We set a number of long-term, public targets in the areas of supplier engagement, commercial integration and responsible procurement, and we’ve published progress against them each year in our sustainability scorecard.


Fair business

We strive to be a ‘fair customer’ and to pay promptly, providing performance meets the terms agreed. For several years we’ve had a target to pay invoices, on average, in less than 30 days, which we’ve maintained. And since 2018 we’ve reported in line with the governments Reporting on Payment Practices and Performance regulations.

We’ve also been an accredited Living Wage Employer since 2011. We introduced the London Living Wage for supplier staff in 2006 and extended the concept to our regional offices in 2008, before aligning with the National Living Wage when it was introduced in 2011. This means that supplier staff working permanently at our London sites currently receive 26% above the UK minimum wage, and 15% above it at regional sites.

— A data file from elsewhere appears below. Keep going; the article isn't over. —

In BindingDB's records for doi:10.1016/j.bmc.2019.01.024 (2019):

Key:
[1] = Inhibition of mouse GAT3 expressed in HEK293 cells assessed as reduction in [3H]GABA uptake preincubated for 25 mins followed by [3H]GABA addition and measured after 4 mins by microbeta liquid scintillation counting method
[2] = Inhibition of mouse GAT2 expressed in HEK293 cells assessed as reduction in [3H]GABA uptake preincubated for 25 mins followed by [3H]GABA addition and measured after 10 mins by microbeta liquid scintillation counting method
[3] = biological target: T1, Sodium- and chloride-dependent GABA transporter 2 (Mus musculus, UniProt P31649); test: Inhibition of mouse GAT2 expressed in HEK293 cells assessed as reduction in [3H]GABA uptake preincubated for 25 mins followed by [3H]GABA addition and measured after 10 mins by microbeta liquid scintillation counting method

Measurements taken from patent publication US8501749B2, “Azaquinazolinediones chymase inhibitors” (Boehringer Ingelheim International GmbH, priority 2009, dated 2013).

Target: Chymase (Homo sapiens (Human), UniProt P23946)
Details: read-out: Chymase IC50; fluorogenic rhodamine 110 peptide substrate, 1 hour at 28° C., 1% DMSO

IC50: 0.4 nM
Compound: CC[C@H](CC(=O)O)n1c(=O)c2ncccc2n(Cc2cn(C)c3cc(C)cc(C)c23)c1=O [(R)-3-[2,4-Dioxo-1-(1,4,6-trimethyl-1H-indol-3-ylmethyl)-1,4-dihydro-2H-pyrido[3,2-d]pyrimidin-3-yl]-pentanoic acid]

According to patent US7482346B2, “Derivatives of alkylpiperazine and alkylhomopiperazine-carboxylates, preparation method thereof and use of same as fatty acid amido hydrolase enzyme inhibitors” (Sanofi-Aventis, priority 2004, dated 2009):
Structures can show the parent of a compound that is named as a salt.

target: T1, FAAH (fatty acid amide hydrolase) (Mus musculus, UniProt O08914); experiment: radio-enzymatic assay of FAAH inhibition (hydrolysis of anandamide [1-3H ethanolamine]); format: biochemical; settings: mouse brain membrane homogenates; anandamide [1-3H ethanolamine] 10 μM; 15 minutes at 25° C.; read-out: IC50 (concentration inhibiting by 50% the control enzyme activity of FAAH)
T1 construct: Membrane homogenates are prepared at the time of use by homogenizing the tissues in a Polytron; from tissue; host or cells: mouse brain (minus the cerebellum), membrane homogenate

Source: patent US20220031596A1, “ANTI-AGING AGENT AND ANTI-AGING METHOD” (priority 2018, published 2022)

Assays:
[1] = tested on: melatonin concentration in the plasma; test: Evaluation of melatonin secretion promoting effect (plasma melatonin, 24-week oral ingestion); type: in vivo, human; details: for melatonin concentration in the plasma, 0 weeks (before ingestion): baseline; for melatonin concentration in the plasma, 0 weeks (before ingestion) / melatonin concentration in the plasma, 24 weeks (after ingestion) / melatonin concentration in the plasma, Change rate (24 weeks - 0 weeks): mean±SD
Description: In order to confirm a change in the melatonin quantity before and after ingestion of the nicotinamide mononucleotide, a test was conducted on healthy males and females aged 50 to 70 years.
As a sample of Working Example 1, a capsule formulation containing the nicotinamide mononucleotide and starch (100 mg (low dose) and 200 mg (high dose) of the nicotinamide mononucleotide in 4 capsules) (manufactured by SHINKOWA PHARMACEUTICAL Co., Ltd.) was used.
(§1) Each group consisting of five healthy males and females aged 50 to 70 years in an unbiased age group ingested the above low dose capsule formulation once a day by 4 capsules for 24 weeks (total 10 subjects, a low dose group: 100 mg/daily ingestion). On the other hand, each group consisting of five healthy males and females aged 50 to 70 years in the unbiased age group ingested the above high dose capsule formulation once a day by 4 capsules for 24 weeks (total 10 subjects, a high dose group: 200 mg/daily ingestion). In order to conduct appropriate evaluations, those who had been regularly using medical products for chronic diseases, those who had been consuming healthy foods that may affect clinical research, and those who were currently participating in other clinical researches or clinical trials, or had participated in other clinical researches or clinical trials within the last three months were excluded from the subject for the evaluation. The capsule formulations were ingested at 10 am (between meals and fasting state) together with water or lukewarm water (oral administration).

Human rights & modern slavery

As a leading professional services firm, we’re committed to respecting and upholding internationally recognised human rights. We focus on areas in our suppliers with the greatest risk of human rights infringements, and have detailed our policies, governance, risk management approach and related reporting in our Human Rights and Modern Slavery Statement. We use our annual supplier survey to understand how many of our key suppliers have their own human rights policies in place. In 2020, we created a guide for our suppliers to help them understand and manage modern slavery and broader human rights risks in their supply chain.

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Low carbon economy